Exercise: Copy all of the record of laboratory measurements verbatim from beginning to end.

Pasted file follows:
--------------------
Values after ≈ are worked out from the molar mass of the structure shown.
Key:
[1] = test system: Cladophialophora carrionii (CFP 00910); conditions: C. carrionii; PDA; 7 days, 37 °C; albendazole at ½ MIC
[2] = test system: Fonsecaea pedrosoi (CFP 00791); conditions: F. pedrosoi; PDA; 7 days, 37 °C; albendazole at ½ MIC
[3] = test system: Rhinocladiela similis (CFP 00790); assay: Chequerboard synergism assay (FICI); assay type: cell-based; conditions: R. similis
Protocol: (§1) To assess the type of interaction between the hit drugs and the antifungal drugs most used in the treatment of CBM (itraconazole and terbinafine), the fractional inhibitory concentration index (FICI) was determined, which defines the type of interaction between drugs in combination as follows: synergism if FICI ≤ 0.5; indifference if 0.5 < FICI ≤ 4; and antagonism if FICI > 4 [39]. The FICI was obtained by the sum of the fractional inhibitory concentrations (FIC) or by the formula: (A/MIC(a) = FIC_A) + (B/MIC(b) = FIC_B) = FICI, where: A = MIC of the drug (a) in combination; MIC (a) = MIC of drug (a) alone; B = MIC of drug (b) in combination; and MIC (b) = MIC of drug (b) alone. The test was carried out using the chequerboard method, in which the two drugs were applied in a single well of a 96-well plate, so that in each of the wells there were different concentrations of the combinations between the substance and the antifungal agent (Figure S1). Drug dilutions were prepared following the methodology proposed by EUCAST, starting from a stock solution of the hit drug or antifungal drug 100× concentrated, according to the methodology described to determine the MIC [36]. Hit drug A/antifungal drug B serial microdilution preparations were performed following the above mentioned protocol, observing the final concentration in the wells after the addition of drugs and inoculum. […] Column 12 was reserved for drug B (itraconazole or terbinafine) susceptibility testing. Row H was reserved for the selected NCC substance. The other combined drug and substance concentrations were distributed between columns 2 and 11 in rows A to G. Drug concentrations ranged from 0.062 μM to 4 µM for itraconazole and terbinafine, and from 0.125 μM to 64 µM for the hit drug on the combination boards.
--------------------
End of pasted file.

Values after ≈ are worked out from the molar mass of the structure shown.
Key:
[1] = test system: Cladophialophora carrionii (CFP 00910); conditions: C. carrionii; PDA; 7 days, 37 °C; albendazole at ½ MIC
[2] = test system: Fonsecaea pedrosoi (CFP 00791); conditions: F. pedrosoi; PDA; 7 days, 37 °C; albendazole at ½ MIC
[3] = test system: Rhinocladiela similis (CFP 00790); assay: Chequerboard synergism assay (FICI); assay type: cell-based; conditions: R. similis
Protocol: (§1) To assess the type of interaction between the hit drugs and the antifungal drugs most used in the treatment of CBM (itraconazole and terbinafine), the fractional inhibitory concentration index (FICI) was determined, which defines the type of interaction between drugs in combination as follows: synergism if FICI ≤ 0.5; indifference if 0.5 < FICI ≤ 4; and antagonism if FICI > 4 [39]. The FICI was obtained by the sum of the fractional inhibitory concentrations (FIC) or by the formula: (A/MIC(a) = FIC_A) + (B/MIC(b) = FIC_B) = FICI, where: A = MIC of the drug (a) in combination; MIC (a) = MIC of drug (a) alone; B = MIC of drug (b) in combination; and MIC (b) = MIC of drug (b) alone. The test was carried out using the chequerboard method, in which the two drugs were applied in a single well of a 96-well plate, so that in each of the wells there were different concentrations of the combinations between the substance and the antifungal agent (Figure S1). Drug dilutions were prepared following the methodology proposed by EUCAST, starting from a stock solution of the hit drug or antifungal drug 100× concentrated, according to the methodology described to determine the MIC [36]. Hit drug A/antifungal drug B serial microdilution preparations were performed following the above mentioned protocol, observing the final concentration in the wells after the addition of drugs and inoculum. […] Column 12 was reserved for drug B (itraconazole or terbinafine) susceptibility testing. Row H was reserved for the selected NCC substance. The other combined drug and substance concentrations were distributed between columns 2 and 11 in rows A to G. Drug concentrations ranged from 0.062 μM to 4 µM for itraconazole and terbinafine, and from 0.125 μM to 64 µM for the hit drug on the combination boards.